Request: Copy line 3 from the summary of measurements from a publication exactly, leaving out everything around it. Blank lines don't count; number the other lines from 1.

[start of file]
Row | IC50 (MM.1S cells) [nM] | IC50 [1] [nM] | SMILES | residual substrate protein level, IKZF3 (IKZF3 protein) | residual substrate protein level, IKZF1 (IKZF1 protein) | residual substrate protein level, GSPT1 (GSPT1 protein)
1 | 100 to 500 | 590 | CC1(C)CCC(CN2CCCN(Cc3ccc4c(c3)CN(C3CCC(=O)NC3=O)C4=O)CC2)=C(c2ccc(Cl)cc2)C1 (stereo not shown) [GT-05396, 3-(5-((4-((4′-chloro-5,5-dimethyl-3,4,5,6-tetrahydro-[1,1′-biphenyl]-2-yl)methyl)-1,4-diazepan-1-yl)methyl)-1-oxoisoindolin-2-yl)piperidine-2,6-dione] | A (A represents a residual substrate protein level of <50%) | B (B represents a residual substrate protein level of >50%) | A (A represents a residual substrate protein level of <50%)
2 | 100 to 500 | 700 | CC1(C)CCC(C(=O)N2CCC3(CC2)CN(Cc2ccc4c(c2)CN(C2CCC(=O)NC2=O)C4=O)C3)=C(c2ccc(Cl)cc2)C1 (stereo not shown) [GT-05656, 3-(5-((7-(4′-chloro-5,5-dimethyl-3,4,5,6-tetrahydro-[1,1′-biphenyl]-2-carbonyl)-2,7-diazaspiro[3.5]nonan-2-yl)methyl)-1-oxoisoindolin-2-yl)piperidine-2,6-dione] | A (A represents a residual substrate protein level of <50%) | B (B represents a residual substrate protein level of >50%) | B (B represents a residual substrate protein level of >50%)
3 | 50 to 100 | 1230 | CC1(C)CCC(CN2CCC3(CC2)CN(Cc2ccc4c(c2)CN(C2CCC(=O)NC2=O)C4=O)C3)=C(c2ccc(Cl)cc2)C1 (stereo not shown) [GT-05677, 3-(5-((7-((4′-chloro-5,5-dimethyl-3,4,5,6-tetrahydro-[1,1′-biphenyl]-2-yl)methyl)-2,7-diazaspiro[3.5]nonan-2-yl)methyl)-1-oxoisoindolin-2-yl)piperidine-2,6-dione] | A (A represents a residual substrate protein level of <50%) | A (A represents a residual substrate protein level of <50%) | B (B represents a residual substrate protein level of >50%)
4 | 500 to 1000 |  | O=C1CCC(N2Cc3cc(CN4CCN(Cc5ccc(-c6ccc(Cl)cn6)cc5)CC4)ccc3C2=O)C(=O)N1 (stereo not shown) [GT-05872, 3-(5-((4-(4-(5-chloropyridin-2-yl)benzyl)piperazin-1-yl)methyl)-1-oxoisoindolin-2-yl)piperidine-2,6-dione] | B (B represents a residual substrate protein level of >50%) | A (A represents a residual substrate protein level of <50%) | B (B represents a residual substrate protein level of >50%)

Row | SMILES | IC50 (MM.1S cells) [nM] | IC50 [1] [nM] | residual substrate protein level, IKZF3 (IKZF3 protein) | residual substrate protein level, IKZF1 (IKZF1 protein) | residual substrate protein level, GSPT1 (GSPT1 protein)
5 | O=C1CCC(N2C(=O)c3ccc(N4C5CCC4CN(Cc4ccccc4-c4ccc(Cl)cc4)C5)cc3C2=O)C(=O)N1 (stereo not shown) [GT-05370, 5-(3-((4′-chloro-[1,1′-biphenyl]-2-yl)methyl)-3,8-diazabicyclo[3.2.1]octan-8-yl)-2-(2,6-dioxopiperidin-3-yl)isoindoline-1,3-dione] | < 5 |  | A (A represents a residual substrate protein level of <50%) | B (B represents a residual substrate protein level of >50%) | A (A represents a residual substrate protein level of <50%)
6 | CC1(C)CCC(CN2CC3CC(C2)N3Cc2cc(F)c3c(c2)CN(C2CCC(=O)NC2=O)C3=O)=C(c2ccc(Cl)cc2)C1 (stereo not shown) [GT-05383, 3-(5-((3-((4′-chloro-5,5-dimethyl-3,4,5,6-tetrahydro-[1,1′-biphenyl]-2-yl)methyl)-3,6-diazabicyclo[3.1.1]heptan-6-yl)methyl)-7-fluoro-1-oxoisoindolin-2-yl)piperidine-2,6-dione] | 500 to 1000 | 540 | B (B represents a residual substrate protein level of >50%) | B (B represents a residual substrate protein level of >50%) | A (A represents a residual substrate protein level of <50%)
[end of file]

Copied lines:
2 | 100 to 500 | 700 | CC1(C)CCC(C(=O)N2CCC3(CC2)CN(Cc2ccc4c(c2)CN(C2CCC(=O)NC2=O)C4=O)C3)=C(c2ccc(Cl)cc2)C1 (stereo not shown) [GT-05656, 3-(5-((7-(4′-chloro-5,5-dimethyl-3,4,5,6-tetrahydro-[1,1′-biphenyl]-2-carbonyl)-2,7-diazaspiro[3.5]nonan-2-yl)methyl)-1-oxoisoindolin-2-yl)piperidine-2,6-dione] | A (A represents a residual substrate protein level of <50%) | B (B represents a residual substrate protein level of >50%) | B (B represents a residual substrate protein level of >50%)